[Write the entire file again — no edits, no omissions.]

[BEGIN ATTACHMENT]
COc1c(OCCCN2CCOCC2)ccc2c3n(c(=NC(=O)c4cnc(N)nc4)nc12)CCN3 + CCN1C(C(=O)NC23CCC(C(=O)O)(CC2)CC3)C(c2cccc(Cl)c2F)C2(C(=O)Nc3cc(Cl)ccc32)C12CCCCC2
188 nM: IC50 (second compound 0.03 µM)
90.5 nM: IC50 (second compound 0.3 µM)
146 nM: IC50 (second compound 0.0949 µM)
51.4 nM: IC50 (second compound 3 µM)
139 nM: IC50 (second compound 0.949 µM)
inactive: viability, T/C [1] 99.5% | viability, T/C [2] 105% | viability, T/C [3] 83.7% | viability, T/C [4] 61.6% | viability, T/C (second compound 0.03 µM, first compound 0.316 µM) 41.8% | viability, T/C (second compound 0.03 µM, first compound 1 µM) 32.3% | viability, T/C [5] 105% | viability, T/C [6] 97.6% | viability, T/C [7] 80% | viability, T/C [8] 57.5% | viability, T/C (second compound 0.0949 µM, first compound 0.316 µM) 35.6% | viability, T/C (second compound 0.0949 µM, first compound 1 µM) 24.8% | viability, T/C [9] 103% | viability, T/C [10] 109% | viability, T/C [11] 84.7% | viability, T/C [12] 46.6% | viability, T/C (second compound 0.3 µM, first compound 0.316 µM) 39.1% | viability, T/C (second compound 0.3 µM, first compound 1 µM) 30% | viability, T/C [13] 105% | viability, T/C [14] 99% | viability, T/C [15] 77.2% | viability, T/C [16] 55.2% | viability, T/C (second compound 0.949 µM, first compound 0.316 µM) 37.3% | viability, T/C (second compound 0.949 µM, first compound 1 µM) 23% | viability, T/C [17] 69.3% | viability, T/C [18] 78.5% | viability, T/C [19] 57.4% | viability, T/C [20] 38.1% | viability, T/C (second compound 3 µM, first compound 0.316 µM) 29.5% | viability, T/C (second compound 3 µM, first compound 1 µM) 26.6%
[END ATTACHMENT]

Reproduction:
COc1c(OCCCN2CCOCC2)ccc2c3n(c(=NC(=O)c4cnc(N)nc4)nc12)CCN3 + CCN1C(C(=O)NC23CCC(C(=O)O)(CC2)CC3)C(c2cccc(Cl)c2F)C2(C(=O)Nc3cc(Cl)ccc32)C12CCCCC2
188 nM: IC50 (second compound 0.03 µM)
90.5 nM: IC50 (second compound 0.3 µM)
146 nM: IC50 (second compound 0.0949 µM)
51.4 nM: IC50 (second compound 3 µM)
139 nM: IC50 (second compound 0.949 µM)
inactive: viability, T/C [1] 99.5% | viability, T/C [2] 105% | viability, T/C [3] 83.7% | viability, T/C [4] 61.6% | viability, T/C (second compound 0.03 µM, first compound 0.316 µM) 41.8% | viability, T/C (second compound 0.03 µM, first compound 1 µM) 32.3% | viability, T/C [5] 105% | viability, T/C [6] 97.6% | viability, T/C [7] 80% | viability, T/C [8] 57.5% | viability, T/C (second compound 0.0949 µM, first compound 0.316 µM) 35.6% | viability, T/C (second compound 0.0949 µM, first compound 1 µM) 24.8% | viability, T/C [9] 103% | viability, T/C [10] 109% | viability, T/C [11] 84.7% | viability, T/C [12] 46.6% | viability, T/C (second compound 0.3 µM, first compound 0.316 µM) 39.1% | viability, T/C (second compound 0.3 µM, first compound 1 µM) 30% | viability, T/C [13] 105% | viability, T/C [14] 99% | viability, T/C [15] 77.2% | viability, T/C [16] 55.2% | viability, T/C (second compound 0.949 µM, first compound 0.316 µM) 37.3% | viability, T/C (second compound 0.949 µM, first compound 1 µM) 23% | viability, T/C [17] 69.3% | viability, T/C [18] 78.5% | viability, T/C [19] 57.4% | viability, T/C [20] 38.1% | viability, T/C (second compound 3 µM, first compound 0.316 µM) 29.5% | viability, T/C (second compound 3 µM, first compound 1 µM) 26.6%